By Gram Slattery and Stefanie Eschenbacher
LA PAZ/MEXICO CITY (Reuters) - The head of Bolivia's Senate, Jeanine Anez, took office as interim president on Tuesday as former leader Evo Morales pledged to keep up his political fight from exile in Mexico after resigning in what he has alleged was a coup.
Anez, 52, assumed leadership before other lawmakers in Congress, invoking a constitutional clause that dictates that she would be next in line to rule after Morales and his vice president, Alvaro Garcia, resigned on Sunday.
A parliamentary session scheduled to formally appoint her was boycotted by lawmakers from Morales' leftist MAS party, who said it would be illegitimate.
"Before the definitive absence of the president and vice president ... as the president of the Chamber of Senators, I immediately assume the presidency as foreseen in the constitutional order," Anez, a right-wing opponent of Morales, said to applause from opposition lawmakers.
It was unclear if the move would quell unrest in the highland capital, La Paz, and other cities unleashed by Morales' disputed bid for a fourth term. Video footage on Tuesday showed police battling supporters of Morales in the city of Cochabamba and masked protesters calling for civil war.
A senator with Morales' party called for protests starting on Tuesday until he returns to finish his mandate in January.
In Washington, a senior Trump administration official said: "Morales' departure is indeed a positive step to begin calming the situation on the ground in Bolivia."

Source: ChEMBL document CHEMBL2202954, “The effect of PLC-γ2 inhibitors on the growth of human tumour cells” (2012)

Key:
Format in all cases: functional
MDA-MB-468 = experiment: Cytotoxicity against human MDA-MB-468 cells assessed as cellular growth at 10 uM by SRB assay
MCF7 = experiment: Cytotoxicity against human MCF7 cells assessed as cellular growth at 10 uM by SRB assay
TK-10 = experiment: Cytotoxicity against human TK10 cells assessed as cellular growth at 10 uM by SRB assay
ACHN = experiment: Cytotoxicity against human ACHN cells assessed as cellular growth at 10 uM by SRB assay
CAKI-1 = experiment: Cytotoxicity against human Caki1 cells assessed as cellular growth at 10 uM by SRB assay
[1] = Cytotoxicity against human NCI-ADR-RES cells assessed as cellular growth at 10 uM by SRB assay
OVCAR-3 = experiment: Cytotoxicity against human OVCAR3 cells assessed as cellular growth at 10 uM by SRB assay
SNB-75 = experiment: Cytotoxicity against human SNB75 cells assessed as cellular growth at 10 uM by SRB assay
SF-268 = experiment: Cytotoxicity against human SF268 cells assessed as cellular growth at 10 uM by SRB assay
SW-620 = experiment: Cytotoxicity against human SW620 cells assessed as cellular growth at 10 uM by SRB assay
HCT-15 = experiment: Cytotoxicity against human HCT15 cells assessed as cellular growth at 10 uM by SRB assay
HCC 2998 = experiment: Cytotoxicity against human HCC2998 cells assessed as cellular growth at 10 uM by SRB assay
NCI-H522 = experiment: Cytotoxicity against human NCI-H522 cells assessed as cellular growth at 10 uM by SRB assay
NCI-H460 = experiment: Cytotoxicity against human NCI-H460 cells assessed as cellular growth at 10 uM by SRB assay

The official said Mexico had notified the United States of its intention to offer Morales asylum and Washington had offered to help with logistics as necessary.
Mexican Foreign Minister Marcel Ebrard earlier said Mexico had not discussed the question of asylum with the United States.
The United States on Tuesday ordered family members of U.S. government employees to leave Bolivia due to the unrest, and warned American citizens against traveling there, the U.S. State Department said.
Morales' resignation came after the Organization of American States (OAS) declared there were serious irregularities during the Oct. 20 election, prompting political allies to quit and the army to urge him to step down.
Morales, the longest-serving leader among a wave of Latin American leftists who dominated the region in the early years of the century, resigned after weeks of protests over the disputed election and pressure from security forces on Sunday.
Morales called Anez's move to replace him part of "the most cunning and disastrous coup in history." Earlier on Tuesday, he thanked Mexico for saving his life as he arrived to take up asylum, repeating his accusation that his rivals had ousted him in a coup.
"As long as I am alive, we will remain in politics. As long as I am alive, the fight continues," Morales told reporters after disembarking from the plane in Mexico City, dressed in a blue short-sleeved shirt. He was met by Ebrard.
The former president was then whisked away in a military helicopter, television footage showed. Mexican officials have not said where he will stay, citing security concerns.
Earlier on Tuesday, Anez called for Bolivians to come together but fell short of promising protection for MAS lawmakers who have asked for safety guarantees.